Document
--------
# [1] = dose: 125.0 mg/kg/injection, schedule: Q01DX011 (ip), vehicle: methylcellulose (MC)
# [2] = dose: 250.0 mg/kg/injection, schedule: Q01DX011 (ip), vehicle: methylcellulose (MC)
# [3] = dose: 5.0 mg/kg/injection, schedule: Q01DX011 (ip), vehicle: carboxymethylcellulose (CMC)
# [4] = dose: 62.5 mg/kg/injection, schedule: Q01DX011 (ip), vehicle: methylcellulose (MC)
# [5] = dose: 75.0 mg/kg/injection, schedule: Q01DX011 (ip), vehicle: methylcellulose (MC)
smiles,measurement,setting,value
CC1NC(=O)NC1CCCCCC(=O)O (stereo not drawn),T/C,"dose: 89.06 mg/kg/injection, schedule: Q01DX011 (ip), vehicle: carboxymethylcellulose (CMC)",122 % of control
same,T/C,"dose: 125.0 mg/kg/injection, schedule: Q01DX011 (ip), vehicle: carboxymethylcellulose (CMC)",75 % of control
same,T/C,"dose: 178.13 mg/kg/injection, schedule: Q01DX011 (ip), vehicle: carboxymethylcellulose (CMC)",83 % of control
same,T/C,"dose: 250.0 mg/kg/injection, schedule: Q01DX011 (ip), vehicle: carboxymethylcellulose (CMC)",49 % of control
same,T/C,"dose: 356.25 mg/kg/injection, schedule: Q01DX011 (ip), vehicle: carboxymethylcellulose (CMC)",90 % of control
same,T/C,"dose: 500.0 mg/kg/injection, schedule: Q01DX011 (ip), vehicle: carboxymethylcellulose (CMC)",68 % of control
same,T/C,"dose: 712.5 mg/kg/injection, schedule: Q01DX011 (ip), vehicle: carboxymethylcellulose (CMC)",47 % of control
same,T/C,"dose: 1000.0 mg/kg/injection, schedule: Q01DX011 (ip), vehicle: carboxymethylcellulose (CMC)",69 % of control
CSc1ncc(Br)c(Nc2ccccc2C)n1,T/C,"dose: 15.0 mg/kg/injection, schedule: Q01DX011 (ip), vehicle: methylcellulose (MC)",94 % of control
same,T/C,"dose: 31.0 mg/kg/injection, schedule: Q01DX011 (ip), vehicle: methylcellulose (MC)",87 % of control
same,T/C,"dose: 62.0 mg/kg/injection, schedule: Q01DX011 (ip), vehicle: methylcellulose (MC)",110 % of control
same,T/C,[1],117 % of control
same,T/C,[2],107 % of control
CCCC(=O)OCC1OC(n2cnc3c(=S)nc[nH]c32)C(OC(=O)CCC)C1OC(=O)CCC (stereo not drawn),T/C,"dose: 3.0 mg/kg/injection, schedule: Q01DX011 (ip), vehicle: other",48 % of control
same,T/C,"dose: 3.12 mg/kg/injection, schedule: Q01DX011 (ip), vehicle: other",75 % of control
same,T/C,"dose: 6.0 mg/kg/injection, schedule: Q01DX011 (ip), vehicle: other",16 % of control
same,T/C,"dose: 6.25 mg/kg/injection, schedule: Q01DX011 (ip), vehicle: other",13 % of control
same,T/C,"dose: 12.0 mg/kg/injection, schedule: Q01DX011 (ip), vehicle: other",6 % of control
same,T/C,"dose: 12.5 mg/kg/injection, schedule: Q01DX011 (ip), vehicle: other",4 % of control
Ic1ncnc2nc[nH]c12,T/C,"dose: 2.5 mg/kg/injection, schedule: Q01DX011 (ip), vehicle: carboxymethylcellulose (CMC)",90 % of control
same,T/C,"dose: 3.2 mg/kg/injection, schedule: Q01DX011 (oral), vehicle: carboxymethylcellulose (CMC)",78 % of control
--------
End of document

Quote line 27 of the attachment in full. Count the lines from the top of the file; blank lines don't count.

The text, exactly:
same,T/C,"dose: 3.2 mg/kg/injection, schedule: Q01DX011 (oral), vehicle: carboxymethylcellulose (CMC)",78 % of control